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Foundation Capital Warns Its Startups

The Silicon Valley venture capital firm tells its portfolio companies to cut costs and spending because funding is likely to dwindle

Over the last few weeks, Silicon Valley has been jolted out of its fantasy that it could escape the wrath of the financial meltdown. Venture capitalists across startup land are advising portfolio companies to batten down the hatches.

The blogosphere was riveted by GigaOm's Oct. 8 report that Sequoia Capital, one of the Silicon Valley's most successful firms, held a meeting the previous day to tell its portfolio companies to "get real or go home." The same day, The New York Times Bits blog ran a letter from Ron Conway, Silicon Valley's most prominent angel investor, advising his companies to reduce their cash burn rates.

Turns out that at least one other respected firm, Foundation Capital, had sounded its warning at the end of September. On Sept. 29, Adam Grosser, a general partner at Foundation Capital, a 13-year-old venture capital firm that has backed NetFlix (NFLX), Documentum (now owned by EMC), and Perabit Networks, sent an e-mail to the CEOs of the 70 or so companies funded by his Menlo Park (Calif.) firm with a similar message.

Layoffs a Possibility

In a missive gingerly titled "Thoughts on the Economic Environment," Grosser strongly advised the startups to rethink their operating plans for 2009 with a focus on cutting unnecessary costs, raising money, and curtailing the use of debt. "It is likely that there will be extremely limited liquidity opportunities for the next two years," Grosser wrote. In a separate e-mail he noted that his portfolio companies are performing well.

Grosser, a former executive of onetime high-flier Excite@Home before becoming a venture capitalist, also stressed the importance of controlling costs. "Expense management will be the key to success for most private companies," he continued. "If you cannot get to cash flow positive with cash-on-hand, we need to think carefully about the expectations for future financing, both from a cash availability standpoint as well as to make sure that valuation expectations are well understood."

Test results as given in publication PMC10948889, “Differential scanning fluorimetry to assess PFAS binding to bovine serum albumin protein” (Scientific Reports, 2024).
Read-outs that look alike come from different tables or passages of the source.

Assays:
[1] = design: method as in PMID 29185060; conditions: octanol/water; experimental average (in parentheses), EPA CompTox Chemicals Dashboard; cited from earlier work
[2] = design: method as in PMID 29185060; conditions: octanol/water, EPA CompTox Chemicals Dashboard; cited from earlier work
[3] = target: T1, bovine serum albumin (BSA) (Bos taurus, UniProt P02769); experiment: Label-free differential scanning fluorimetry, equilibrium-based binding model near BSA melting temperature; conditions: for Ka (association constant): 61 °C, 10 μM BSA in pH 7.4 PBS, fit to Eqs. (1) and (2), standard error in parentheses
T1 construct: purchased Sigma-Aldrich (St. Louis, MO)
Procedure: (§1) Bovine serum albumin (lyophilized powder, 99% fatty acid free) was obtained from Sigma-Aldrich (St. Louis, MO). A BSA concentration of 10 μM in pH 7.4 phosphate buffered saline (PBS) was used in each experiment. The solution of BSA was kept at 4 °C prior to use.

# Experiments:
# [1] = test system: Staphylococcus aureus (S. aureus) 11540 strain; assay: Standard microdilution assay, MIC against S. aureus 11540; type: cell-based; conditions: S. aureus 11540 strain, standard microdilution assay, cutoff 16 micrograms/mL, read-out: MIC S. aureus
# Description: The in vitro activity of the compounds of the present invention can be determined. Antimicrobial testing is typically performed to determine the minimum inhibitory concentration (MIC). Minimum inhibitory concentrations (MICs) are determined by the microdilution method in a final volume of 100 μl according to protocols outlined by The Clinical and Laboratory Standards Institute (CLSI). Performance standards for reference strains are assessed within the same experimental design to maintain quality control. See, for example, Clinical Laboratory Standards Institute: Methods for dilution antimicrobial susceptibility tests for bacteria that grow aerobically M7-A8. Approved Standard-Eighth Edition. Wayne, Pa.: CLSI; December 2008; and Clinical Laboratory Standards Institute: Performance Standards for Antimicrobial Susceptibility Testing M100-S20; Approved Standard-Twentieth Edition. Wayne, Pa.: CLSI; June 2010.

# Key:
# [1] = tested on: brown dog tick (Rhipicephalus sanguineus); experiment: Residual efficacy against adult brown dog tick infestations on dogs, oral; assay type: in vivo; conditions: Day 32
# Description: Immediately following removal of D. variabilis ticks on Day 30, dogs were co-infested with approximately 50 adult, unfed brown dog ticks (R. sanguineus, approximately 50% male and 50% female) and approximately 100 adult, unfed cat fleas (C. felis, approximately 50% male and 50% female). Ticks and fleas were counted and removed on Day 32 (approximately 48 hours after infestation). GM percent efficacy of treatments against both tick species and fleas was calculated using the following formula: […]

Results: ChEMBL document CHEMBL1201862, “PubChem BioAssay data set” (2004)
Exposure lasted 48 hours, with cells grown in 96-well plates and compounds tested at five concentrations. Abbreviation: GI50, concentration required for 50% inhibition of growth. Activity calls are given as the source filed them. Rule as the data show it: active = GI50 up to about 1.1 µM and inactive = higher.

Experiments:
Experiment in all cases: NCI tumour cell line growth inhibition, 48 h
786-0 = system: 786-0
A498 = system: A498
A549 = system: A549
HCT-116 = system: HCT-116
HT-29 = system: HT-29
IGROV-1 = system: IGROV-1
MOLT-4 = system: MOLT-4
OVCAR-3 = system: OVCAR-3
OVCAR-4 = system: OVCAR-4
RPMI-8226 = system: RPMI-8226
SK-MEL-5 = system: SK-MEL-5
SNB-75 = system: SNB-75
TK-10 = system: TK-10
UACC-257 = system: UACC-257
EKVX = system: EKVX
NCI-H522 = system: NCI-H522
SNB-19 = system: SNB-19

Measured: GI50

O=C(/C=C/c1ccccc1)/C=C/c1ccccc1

Then Grosser urged CEOs to consider layoffs. "I think we all need to review staffing levels—and make sure that every hire is absolutely crucial, or to see if there are opportunities for reductions," he wrote.

The Meltdown Offers Opportunities, Too

Finally, Grosser warned that capital and credit are drying up, including from hedge funds. "We all need to be extremely cautious about venture debt—banks are starting to sweep accounts aggressively," he wrote. "We have seen hedge fund co-investors pull back from participation in the past week, which has interjected a level of uncertainty into follow-on financings."

Grosser ended on a positive note by pointing out that the financial meltdown might present some opportunities. "Foundation is a long-term investor, and believes that out of chaos will also come opportunity," he wrote. "That could be in the form of acquisition candidates, or a contraction of the competitive landscape."

In his note, angel king pin Conway focused on expenses. "You should lower your 'burn rate' to raise at least 3-6 months or more of funding via cost reductions, even if it means staff reductions and reduced marketing and G&A [general and administrative] expenses," he wrote.

"R.I.P. Good Times"

At the Sequoia Capital meeting, the firm's partners used more dramatic means to get their message across. On Oct. 10, tech blog VentureBeat published what it believed was the 56-page slide show in its chillingly detailed entirety. The presentation, which opened with the image of a tombstone inscribed with the words "R.I.P. Good Times," presented a sophisticated yet sobering analysis of the financial crisis and a survival plan for Sequoia's venture-backed startups. Sequoia Capital declined to comment about the meeting.

Evidently, Sequoia's partners have a pretty dark sense of humor. The third slide shows a hog sliced in half lengthwise with a knife stuck in its belly.

Ante is an associate editor for BusinessWeek.

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